3240. Robert Southey to Elton Hamond, 5 February 1819

3240. Robert Southey to Elton Hamond, 5 February 1819 ⁠* 

Keswick. 5 Feby. 1819

Sir

I lose no time in replying to your extraordinary letter. [1]  – If as you say, the language of your papers would require to be recast, – it is altogether impossible for me to afford time for such an undertaking. But the style of your letter leads me to distrust your opinion upon this point, – & if the papers are written in as perspicuous with equal perspicuity, any change which they might undergo from another hand would be to their injury. It appears therefore to me that they would only require selection & arrangement. It would

Now Sir, it so happens, that I have works in preparation of great magnitude & (unless I deceive myself) of proportionate importance. [2]  And there must be many persons capable of preparing your manuscripts for the press, who have time to spare & would be happy in obtaining such an employment. There may possibly also be another reason why another person may better be applied to on this occasion. The difference between your opinions & mine might be so great, that I could <not> with satisfaction or propriety, become the means of introducing yours to the public. This would be the case if your reasonings tended to confound the distinctions between right & wrong, – or to lessen our hopes of a future state shake the foundations of religious belief. And yet I think that if there had been a great gulph between us, you would hardly have thought of making me your editor. Indeed if there had not been something in your letter which seems to make it probable that I should feel a lively interest in the transcript of your thoughts & feelings, – my answer would have been brief & incisive. Dxxxxxxxx I cannot xxxxxx it, –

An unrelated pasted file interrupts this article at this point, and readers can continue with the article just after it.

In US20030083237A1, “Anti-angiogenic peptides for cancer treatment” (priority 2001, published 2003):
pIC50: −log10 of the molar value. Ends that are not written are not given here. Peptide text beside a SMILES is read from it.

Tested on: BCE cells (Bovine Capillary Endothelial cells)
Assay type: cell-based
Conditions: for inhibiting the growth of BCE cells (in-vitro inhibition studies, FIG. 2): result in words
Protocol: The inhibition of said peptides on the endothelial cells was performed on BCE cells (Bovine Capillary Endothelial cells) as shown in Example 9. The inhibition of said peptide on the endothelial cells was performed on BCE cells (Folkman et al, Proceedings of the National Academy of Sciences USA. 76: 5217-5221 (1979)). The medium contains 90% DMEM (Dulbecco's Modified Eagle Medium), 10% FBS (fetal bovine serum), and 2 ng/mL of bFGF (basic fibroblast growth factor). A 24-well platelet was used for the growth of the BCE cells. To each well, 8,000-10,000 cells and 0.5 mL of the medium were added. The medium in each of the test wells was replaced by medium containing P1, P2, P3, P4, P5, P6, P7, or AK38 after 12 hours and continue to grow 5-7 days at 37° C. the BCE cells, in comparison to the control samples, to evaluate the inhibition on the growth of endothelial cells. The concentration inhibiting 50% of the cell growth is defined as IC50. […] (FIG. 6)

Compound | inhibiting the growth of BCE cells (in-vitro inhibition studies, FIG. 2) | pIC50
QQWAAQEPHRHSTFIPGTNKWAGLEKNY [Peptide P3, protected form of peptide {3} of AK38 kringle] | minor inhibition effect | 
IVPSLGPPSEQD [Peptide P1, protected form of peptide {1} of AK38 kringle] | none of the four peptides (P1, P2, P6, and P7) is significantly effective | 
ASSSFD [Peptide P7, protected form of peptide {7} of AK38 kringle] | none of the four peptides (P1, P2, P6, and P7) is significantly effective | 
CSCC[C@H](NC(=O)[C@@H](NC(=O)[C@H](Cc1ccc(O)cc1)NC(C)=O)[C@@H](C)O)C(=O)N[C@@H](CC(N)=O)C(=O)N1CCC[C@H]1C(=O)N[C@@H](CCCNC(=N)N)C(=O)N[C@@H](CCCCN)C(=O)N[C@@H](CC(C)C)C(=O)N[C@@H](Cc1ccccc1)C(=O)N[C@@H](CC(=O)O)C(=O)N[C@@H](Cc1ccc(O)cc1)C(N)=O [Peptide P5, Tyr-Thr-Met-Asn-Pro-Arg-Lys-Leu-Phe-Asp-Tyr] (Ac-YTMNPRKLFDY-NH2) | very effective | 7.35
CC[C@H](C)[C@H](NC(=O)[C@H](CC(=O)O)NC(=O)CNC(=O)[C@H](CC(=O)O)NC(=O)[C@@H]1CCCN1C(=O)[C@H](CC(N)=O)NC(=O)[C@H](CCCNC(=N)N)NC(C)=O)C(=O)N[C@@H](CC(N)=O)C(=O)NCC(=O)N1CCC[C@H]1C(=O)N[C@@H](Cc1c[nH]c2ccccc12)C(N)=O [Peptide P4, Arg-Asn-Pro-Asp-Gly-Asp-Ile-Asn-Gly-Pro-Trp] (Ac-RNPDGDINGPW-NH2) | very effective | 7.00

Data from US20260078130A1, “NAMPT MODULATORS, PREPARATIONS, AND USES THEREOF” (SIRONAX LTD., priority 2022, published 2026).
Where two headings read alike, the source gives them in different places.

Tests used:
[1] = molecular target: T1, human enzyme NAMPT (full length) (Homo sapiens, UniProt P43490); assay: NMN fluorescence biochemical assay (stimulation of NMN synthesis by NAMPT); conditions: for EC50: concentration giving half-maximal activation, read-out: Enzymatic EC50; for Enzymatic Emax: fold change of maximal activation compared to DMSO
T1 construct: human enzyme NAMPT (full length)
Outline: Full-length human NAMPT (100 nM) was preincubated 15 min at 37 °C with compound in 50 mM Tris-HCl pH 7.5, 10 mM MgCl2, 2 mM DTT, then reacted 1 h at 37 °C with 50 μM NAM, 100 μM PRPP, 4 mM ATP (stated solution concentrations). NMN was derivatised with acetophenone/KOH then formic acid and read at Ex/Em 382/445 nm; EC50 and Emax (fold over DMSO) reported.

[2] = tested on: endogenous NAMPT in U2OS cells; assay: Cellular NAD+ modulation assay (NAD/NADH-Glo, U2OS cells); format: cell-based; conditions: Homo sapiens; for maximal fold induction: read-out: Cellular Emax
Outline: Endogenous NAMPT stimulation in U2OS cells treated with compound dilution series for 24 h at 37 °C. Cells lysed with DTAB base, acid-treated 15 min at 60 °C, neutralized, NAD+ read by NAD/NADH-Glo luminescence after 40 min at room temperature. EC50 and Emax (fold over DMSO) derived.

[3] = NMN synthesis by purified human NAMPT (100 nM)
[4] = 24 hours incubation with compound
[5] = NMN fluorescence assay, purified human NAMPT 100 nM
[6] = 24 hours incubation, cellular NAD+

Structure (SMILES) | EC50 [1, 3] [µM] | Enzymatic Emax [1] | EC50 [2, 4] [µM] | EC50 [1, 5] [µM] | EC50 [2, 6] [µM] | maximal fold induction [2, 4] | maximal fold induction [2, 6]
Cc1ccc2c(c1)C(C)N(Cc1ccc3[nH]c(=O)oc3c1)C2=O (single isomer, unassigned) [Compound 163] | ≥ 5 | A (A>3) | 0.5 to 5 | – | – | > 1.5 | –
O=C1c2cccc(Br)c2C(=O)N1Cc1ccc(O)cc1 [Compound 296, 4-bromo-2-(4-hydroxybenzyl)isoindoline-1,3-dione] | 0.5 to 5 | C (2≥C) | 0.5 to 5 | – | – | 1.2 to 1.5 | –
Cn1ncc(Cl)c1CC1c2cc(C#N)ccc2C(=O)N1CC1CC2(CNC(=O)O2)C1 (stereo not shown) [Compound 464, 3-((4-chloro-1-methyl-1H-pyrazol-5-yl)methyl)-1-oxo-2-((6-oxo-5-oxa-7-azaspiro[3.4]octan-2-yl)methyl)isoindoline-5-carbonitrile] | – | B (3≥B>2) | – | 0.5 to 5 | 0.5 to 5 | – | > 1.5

Supposing then that there xxxxxx xxx xxxx difference of opinion

I should like to see a specimen of the papers, – such as might xx enable me to form a judgement of them: – perhaps I might more than this I cannot say, at present. – I cannot but admire the temper of your letter. You are looking wisely & calmly toward the grave, – xx allow me to add a fervent xx hope that you may <also> be looking with confidence & joy beyond it.

Believe me Sir

Yrs with respect

Robert Southey.


Notes

* Endorsement: Hamond/ (I) Southey to Elton Hamond
MS: Dr Williams’s Library, London, Crabb Robinson MSS. ALS; 2p.
Previously published: Thomas Sadler (ed.), Diary, Reminiscences, and Correspondence of Henry Crabb Robinson, 3rd edn, 2 vols (London, 1872), I, p. 344. BACK

[1] Hamond had written to Southey on 3 February 1819 asking if he would act as his literary executor. BACK

[2] At this time, primarily Southey’s History of Brazil (1810–1819). BACK

Places mentioned

Keswick (mentioned 1 time)

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